Odunze is a high-end wide receiver prospect who is going to be taken as a top-three pick in one-quarterback rookie drafts almost every time. Dynasty managers who are spending that type of capital on a rookie usually expect consistent starting potential in Year 1, but it’s going to be more difficult for Odunze to earn targets alongside Keenan Allen and DJ Moore, similar to Jaxon Smith-Njigba last season.

While Odunze should be considered the wide receiver of the future in Chicago, paired with Caleb Williams, 2024 isn’t likely to allow for immediate reliable production for fantasy purposes. Allen, specifically, is one of the top target-earners in the league when he’s on the field, seeing a 27.5% target per route run rate in 2023, which ranked fourth in the NFL — behind only Tyreek Hill (35.5%), Davante Adams (29.4%) and CeeDee Lamb (28.5%). Moore ranks 27th on that list (minimum of 300 routes) with a 22.3% target rate while also posting a top-10 receiving grade (89.5).

Odunze should have his opportunities in Chicago, but it could be difficult for a rookie quarterback to spread the ball out efficiently enough for all three receivers to be consistent fantasy starters, leaving Odunze as the likely odd man out this year.

Click here to see Rome Odunze's 2024 NFL Draft profile.

WR Brian Thomas Jr., Jacksonville Jaguars

Thomas could eventually be the Jaguars’ best wide receiver, though it’s unlikely that will happen right away. Despite being a first-round pick this year, Thomas is not quite the polished wide receiver prospect as the other first-rounders, and that is likely going to factor into his playing time in Year 1.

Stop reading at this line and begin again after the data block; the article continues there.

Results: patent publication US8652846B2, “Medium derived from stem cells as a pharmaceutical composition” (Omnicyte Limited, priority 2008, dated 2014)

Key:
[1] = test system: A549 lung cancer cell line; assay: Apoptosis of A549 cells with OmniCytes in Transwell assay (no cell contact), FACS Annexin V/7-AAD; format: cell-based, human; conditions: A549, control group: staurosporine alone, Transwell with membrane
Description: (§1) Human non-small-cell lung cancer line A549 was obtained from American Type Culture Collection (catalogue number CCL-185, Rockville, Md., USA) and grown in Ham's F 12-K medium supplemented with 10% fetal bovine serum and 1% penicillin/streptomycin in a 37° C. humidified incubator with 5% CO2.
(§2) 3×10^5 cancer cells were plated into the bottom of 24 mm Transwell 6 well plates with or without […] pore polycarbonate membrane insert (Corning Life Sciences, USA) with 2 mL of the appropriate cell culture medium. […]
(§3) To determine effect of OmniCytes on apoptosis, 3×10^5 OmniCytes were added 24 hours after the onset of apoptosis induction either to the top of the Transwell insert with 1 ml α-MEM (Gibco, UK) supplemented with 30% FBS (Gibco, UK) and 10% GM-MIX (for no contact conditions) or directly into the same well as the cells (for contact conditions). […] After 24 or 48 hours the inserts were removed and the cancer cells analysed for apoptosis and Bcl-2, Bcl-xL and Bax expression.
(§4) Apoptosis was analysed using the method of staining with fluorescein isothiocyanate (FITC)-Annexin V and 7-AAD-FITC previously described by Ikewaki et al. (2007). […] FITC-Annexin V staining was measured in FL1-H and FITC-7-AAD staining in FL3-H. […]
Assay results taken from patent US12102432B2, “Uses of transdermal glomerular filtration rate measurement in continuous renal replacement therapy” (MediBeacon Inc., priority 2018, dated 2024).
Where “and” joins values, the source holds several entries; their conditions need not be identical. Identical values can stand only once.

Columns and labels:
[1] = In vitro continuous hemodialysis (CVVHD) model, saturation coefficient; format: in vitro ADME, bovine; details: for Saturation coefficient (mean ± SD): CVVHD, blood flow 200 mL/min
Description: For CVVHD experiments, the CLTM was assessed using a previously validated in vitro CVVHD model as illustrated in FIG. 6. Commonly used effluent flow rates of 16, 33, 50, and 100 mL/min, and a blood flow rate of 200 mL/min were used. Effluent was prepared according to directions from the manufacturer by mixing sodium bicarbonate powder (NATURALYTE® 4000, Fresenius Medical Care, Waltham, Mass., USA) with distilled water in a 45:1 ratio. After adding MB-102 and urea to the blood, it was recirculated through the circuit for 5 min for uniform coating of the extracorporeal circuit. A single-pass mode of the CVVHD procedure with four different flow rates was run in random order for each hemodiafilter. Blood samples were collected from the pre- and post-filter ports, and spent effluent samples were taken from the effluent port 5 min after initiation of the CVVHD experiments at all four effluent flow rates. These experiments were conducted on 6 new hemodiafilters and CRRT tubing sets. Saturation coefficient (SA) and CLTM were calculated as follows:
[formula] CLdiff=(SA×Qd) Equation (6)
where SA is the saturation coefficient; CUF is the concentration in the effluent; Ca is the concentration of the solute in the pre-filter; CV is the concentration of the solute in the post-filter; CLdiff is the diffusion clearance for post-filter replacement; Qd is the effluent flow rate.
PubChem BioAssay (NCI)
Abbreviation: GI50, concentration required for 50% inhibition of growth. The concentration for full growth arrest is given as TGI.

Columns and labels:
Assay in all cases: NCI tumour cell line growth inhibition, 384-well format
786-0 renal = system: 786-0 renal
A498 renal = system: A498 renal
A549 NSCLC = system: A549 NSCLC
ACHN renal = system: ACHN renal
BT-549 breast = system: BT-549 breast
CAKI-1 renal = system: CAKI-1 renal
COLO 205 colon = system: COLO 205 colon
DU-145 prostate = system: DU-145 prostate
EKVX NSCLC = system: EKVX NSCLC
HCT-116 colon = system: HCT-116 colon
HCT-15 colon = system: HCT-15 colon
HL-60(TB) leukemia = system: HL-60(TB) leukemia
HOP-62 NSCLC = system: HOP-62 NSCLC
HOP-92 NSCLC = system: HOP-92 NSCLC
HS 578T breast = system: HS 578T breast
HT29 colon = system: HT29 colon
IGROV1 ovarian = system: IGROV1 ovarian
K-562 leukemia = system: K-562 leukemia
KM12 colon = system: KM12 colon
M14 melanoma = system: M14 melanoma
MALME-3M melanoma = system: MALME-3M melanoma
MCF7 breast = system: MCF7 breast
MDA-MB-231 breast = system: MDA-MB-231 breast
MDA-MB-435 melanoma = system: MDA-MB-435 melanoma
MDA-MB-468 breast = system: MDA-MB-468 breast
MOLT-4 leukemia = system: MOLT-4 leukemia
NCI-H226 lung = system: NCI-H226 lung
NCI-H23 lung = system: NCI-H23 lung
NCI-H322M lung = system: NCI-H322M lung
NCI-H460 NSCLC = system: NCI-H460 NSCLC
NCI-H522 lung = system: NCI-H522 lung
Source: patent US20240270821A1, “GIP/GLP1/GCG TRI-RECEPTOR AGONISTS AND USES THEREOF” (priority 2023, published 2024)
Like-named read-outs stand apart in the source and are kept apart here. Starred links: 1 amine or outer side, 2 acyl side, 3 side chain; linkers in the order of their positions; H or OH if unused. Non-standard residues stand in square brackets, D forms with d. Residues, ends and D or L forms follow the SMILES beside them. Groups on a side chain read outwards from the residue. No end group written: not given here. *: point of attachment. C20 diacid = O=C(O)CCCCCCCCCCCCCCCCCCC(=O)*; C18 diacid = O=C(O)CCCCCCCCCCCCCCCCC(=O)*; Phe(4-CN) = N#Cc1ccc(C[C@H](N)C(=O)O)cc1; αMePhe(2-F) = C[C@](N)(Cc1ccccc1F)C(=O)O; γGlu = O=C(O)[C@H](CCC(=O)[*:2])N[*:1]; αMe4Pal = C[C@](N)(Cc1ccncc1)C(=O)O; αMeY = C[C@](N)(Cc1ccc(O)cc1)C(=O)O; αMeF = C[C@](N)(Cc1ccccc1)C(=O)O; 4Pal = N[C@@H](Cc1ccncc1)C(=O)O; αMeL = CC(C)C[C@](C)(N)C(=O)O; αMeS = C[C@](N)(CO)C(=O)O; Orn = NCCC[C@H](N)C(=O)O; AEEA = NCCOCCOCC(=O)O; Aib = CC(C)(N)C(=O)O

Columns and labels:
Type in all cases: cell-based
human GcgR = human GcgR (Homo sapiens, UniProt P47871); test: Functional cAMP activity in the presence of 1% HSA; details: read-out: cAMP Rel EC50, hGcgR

Evan Engram (22.7%) and Christian Kirk (22.1%) led the Jaguars in target rate last year, and both are still on the roster in likely leading roles for 2024. The team also signed Gabe Davis in free agency — a perennial deep-ball specialist — which is a role that Thomas played almost exclusively at LSU this past season.

Add in Thomas' currently limited route tree and college production (1.95 career yards per route run), and expectations should be tempered for him as a rookie. He’ll have time to emerge based on the tools and traits that got him drafted in the first round, but it’s unlikely to be an immediate transition to a star NFL receiver.

WR Ricky Pearsall, San Francisco 49ers

Pearsall is likely to be drafted near the end of the first round or the early second round of most rookie fantasy drafts but is another likely taxi squad stash for 2024. Pearsall, similar to Brian Thomas Jr. mentioned above, doesn’t have the most encouraging college production profile as a 24-year-old fifth-year breakout who finished with just 1.99 career yards per route run (30th percentile since 2019). However, he boasts a promising athletic profile and strong route-running ability to get open at the NFL level, and the 49ers' depth chart may not remain crowded for long.